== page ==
Ground coffee may be key to preventing neurodegenerative diseases
This article has been reviewed in accordance with Science
Credit: CC0 public domain
Credit: CC0 public domain
Neurodegenerative disorders, including Alzheimer’s disease, Parkinson’s disease, and Huntington’s disease, affect millions of people in the United States, and the cost of caring for people living with these conditions amounts to hundreds of billions of dollars each year.
Now, researchers from the University of Texas at El Paso may have found a solution in used coffee grounds, a substance that is thrown away from homes and businesses around the world every day.
A team led by Jyotesh Kumar, a PhD student in the Department of Chemistry and Biochemistry, and supervised by Dr Mahesh Narayan, a professor and Fellow of the Royal Society of Chemistry in the same department, has found that caffeic acid-based carbon quantum dots (CACQDs), which can be extracted from ground coffee, have the ability It helps protect brain cells from damage caused by many neurodegenerative diseases – if the condition is caused by factors such as obesity, age, exposure to pesticides and other factors. Toxic environmental chemicals.
Their work is described in a paper published in the journal Environmental research.
“Caffeic acid-based carbon quantum dots have the potential to be transformative in the treatment of neurodegenerative disorders,” Kumar said. “This is because none of the current treatments solve the diseases, but only help manage the symptoms. Our goal is to find a cure by addressing the atomic and molecular underpinnings that cause these conditions.”
Neurodegenerative diseases are primarily characterized by the loss of neurons, or brain cells. It inhibits a person’s ability to perform basic functions such as movement and speech, as well as more complex tasks including bladder and bowel functions, and cognitive abilities.
When disorders are in their early stages and caused by lifestyle or environmental factors, they share several characteristics. These include high levels of free radicals – harmful molecules known to contribute to other diseases such as cancer, heart disease and vision loss – in the brain, and the buildup of fragments of amyloid-forming proteins that can lead to plaques or fibers in cells. the brain.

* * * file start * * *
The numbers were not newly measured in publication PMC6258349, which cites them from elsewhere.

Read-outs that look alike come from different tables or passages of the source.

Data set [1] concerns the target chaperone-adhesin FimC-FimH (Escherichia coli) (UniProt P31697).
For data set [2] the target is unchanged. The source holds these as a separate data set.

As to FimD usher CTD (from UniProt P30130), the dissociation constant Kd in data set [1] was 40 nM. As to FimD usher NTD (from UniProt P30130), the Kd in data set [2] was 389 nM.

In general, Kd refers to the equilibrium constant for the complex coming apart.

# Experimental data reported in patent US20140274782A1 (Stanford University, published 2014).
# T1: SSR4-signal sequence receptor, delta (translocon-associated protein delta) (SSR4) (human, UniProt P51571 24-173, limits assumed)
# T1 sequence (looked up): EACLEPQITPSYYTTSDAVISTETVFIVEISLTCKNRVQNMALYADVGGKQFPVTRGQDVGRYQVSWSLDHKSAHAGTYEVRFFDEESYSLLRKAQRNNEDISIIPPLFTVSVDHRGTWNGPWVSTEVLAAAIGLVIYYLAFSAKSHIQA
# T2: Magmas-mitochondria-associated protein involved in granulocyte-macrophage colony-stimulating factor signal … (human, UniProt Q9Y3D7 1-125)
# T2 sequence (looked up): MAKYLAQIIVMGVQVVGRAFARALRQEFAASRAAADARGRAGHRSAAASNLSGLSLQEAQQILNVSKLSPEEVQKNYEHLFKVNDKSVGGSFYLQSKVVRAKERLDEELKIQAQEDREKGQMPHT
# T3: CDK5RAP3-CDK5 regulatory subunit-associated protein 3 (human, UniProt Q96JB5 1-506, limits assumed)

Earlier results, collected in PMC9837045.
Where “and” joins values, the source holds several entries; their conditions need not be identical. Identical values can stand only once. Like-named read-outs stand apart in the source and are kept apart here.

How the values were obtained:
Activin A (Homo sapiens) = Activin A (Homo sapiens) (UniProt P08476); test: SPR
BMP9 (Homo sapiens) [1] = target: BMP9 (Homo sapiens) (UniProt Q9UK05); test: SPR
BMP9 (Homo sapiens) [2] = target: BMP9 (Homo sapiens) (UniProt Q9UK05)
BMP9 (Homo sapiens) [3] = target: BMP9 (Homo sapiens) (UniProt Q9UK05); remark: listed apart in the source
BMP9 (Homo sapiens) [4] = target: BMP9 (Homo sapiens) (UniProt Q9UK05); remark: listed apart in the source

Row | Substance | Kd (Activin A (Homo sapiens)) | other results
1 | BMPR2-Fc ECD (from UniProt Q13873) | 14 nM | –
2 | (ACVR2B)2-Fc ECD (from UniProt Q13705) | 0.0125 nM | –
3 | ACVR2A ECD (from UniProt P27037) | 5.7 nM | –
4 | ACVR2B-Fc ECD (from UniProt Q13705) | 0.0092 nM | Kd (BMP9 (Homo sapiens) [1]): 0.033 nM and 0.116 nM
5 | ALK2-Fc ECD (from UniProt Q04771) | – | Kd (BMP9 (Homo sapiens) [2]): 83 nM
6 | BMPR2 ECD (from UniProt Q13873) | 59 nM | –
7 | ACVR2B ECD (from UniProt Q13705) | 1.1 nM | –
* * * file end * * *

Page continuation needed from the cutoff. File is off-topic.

Kumar and his colleagues found that CACQDs were neuroprotective across test-tube experiments, cell lines, and other models of Parkinson’s disease when the disorder was caused by an insecticide called paraquat. The team observed that CACQDs were able to remove free radicals or prevent them from causing damage, and they also prevented the buildup of amyloid protein fragments without causing any major side effects.
The team hypothesizes that in humans, in the very early stage of a condition such as Alzheimer’s or Parkinson’s, a treatment based on CACQDs could be effective in preventing full-blown disease.
“It is important to treat these disorders before they reach the clinical stage,” Narayan said. “At this point, it is likely too late. Any current treatments that can treat the advanced symptoms of neurodegenerative disease are simply beyond the means of most people. Our goal is to come up with a solution that can prevent most cases of these conditions in time. “It can be controlled for as many patients as possible.”
Caffeic acid belongs to a family of compounds called polyphenols, which are plant compounds known for their antioxidant, or free radical-fighting, properties. Narayan said that caffeic acid is unique because it is able to penetrate the blood-brain barrier and is therefore able to exert its effect on cells within the brain.
The process the team uses to extract CACQDs from ground coffee is considered “green chemistry,” meaning it is environmentally friendly. In their lab, the team “cooked” samples of ground coffee at 200 degrees for four hours to reorient the carbon structure of caffeic acid and form CACQDs. Narayan said the sheer abundance of coffee waste is what makes the process economical and sustainable.
In addition to Kumar, dozens of UTEP graduate and undergraduate students worked on this project with Narayan, including Sofia Delgado, a former UTEP undergraduate who is now pursuing a Ph.D. At Yale University.
Narayan and Kumar said they know the finish line is still far away. But, for now, they are on a journey that could eventually lead to a drug – perhaps a pill – that might prevent the vast majority of neurodegenerative disorders caused by factors other than genes.
Jyotish Kumar et al., Recarbonation of caffeic acid: green chemistry, a sustainable carbon nanomaterial platform for intervention in neurodegeneration induced by emerging pollutants, Environmental research (2023). doi: 10.1016/j.envres.2023.116932